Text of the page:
Study: Marijuana Breath Test Could Offer Alternative To Controversial Blood Draws For Pot DUIs
By Steve Elliott
Colorado and Washington, with their new recreational marijuana laws, and the 20 medical marijuana states are grappling with the question of driving under the influence of cannabis. Lawmakers seem to feel some action is required, although there hasn't been anything remotely resembling a rash of marijuana-related accidents, as has been the case with alcohol.
A recent study published in the peer-reviewed medical journal Clinical Chemistry suggests that a marijuana breath test might work for law enforcement to test for THC in drivers, like the "breathalyzer" test performed to determine the level of alcohol intoxication, reports Matt Ferner at The Huffington Post.
The THC blood test which is currently used remains controversial, especially since it involves blood being drawn from the suspect.
According to the new study, scientists collected breath samples from folks who used marijuana four or more times per week, and also from occasional users (fewer than two times per week) after they smoked a joint containing 6.8 percent THC.
THC turned out to be the main cannabinoid found in breath samples; it is generally the one, as marijuana's main psychoactive compound, which is believed to affect driving ability. No breath samples contained THC-COOH, the cannabis metabolite that is formed in the body after marijuana is consumed. Only one sample contained CBN (cannabinol), an oxidative product of THC being broken down. CBN is slightly psychoactive, but much weaker than THC.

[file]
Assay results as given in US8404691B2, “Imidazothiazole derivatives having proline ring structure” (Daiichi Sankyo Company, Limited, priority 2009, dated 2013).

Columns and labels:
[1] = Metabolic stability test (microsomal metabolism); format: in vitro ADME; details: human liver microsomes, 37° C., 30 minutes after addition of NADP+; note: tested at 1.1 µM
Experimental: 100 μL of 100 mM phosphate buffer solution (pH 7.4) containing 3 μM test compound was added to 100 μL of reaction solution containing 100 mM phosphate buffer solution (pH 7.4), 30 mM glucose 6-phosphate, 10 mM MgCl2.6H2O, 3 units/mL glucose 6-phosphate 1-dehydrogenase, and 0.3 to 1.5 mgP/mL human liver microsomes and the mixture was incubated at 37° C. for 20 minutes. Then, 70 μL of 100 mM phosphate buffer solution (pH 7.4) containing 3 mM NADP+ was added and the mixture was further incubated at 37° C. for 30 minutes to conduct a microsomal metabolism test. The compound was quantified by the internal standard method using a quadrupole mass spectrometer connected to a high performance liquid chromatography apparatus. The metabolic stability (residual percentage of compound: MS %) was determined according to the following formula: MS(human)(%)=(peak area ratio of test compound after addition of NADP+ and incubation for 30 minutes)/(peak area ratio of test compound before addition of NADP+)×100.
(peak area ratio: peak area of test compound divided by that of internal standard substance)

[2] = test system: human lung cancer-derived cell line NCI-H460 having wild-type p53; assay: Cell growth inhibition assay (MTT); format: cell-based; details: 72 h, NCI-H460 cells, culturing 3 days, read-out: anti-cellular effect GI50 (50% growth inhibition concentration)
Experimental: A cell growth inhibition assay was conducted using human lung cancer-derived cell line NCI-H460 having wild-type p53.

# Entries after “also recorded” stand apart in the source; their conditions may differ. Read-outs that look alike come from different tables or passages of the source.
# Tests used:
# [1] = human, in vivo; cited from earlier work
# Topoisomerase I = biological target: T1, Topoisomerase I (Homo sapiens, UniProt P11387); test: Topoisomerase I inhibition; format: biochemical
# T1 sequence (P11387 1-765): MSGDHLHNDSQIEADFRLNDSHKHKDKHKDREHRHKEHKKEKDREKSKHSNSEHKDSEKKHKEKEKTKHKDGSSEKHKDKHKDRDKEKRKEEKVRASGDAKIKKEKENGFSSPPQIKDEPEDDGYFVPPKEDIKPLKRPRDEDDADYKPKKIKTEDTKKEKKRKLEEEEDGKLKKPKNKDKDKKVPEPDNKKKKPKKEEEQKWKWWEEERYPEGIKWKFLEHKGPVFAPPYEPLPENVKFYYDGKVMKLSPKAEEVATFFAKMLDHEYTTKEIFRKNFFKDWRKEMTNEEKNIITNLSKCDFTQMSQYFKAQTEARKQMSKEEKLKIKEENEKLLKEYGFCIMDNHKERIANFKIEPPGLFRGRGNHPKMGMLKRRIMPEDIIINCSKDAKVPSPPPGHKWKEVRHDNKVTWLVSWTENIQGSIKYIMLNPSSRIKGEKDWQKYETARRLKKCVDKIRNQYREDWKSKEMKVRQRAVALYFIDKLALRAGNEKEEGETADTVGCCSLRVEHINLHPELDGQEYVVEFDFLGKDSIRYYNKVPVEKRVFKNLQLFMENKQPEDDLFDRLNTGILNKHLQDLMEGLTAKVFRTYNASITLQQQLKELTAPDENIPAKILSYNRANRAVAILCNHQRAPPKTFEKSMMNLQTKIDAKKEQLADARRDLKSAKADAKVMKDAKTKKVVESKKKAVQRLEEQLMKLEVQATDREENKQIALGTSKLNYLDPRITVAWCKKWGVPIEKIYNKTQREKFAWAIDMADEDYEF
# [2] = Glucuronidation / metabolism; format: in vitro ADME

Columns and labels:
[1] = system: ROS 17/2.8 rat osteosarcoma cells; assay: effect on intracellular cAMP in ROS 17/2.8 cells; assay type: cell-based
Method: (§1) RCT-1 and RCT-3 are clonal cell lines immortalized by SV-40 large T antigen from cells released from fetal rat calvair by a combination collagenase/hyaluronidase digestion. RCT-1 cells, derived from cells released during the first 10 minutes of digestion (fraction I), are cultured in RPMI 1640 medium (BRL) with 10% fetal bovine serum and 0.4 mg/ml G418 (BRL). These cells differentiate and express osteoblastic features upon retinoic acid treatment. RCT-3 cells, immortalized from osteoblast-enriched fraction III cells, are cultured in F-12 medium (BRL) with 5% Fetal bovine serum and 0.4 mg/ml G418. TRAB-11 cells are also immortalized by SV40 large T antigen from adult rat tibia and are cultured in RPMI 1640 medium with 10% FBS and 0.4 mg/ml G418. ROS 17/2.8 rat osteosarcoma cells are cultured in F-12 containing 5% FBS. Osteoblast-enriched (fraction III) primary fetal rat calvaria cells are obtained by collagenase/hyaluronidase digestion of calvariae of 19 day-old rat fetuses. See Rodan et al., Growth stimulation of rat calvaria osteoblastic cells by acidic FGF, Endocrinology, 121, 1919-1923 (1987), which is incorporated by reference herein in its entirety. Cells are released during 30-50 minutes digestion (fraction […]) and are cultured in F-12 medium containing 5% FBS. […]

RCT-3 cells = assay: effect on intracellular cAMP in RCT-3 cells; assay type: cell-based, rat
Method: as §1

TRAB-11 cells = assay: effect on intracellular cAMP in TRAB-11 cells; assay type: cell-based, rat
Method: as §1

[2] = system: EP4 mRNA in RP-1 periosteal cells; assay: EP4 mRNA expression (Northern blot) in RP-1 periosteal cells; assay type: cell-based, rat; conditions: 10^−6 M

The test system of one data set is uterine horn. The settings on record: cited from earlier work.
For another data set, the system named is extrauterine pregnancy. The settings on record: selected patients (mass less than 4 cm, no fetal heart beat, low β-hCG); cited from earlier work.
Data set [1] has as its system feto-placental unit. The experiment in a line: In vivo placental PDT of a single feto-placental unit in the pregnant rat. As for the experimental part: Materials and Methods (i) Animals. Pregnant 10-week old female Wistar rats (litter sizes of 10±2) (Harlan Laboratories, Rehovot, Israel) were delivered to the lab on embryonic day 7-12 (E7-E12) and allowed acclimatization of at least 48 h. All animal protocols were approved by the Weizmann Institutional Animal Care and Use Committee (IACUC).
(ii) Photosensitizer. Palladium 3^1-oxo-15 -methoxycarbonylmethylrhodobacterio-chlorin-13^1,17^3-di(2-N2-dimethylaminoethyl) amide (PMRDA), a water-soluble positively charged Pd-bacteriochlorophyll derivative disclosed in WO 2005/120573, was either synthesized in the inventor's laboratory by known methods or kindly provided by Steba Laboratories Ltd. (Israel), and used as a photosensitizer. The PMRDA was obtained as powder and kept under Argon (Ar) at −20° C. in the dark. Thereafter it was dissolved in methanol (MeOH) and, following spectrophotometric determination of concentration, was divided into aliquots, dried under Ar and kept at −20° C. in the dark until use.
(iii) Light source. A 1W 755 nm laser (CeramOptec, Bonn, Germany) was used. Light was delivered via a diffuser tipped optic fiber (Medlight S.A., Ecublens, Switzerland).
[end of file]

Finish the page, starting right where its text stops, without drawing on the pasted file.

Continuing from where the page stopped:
All breath samples for the heavy smokers in the test group tested positive for THC just under an hour after smoking marijuana. Fewer samples tested positive as time passed, and about four hours after toking up, only one heavy user's sample still tested positive.
About 90 percent of the breath samples tested positive for THC among the occasional smokers just under an after after toking, and continued to test positive for about another hour and a half. One occasional smoker had no detectable THC in the breath sample.
"Breath may offer an alternative matrix for testing for recent driving under the influence of cannabis, but is limited to a short detection window," the researchers conclude.. The detection window is believed to be between 30 minutes to two hours after smoking cannabis.
Psychoactive effects of cannabis wear off within three to four hours, with THC blood levels peaking at about five to 10 minutes after toking and then gradually falling, according to a study from the Marijuana Policy Project.
THC blood tests, involving blood draws, are currently the norm in most states that regulate marijuana use while driving. Many of them have set the level at five nanograms of THC per milliliter of blood, above which drivers are considered "under the influence" of marijuana, despite the fact that there's no solid research establish a correlation between 5 ng/ml and driving impairment.
You see, unlike blood alcohol levels, which actually have a direct correlation with impairment, THC blood levels don't necessarily indicate any impairment at all, in the real world -- only in the faulty laws written up by panicked legislators.
In one study, six of 25 participants who had consumed cannabis still tested positive for active levels of THC after seven full days of abstaining.
As pointed out last year by Colorado Sen. Pat Steadman (D-Denver), THC is fat-soluble, which means blood levels could remain above the legal limit for days after the individual last legally used marijuana. The user wouldn't appear high, and wouldn't be impaired, but would still be charged for marijuana DUI. With this in mind, Steadman tried (and failed) to exempt medical marijuana patients from the cannabis DUI bill.
A pot reporter for Denver Westword illustrated Sen. Steadman's point in 2011, when he tested nearly three times higher than Colorado's proposed legal limit after a night of sleep and not smoking marijuana for 15 hours.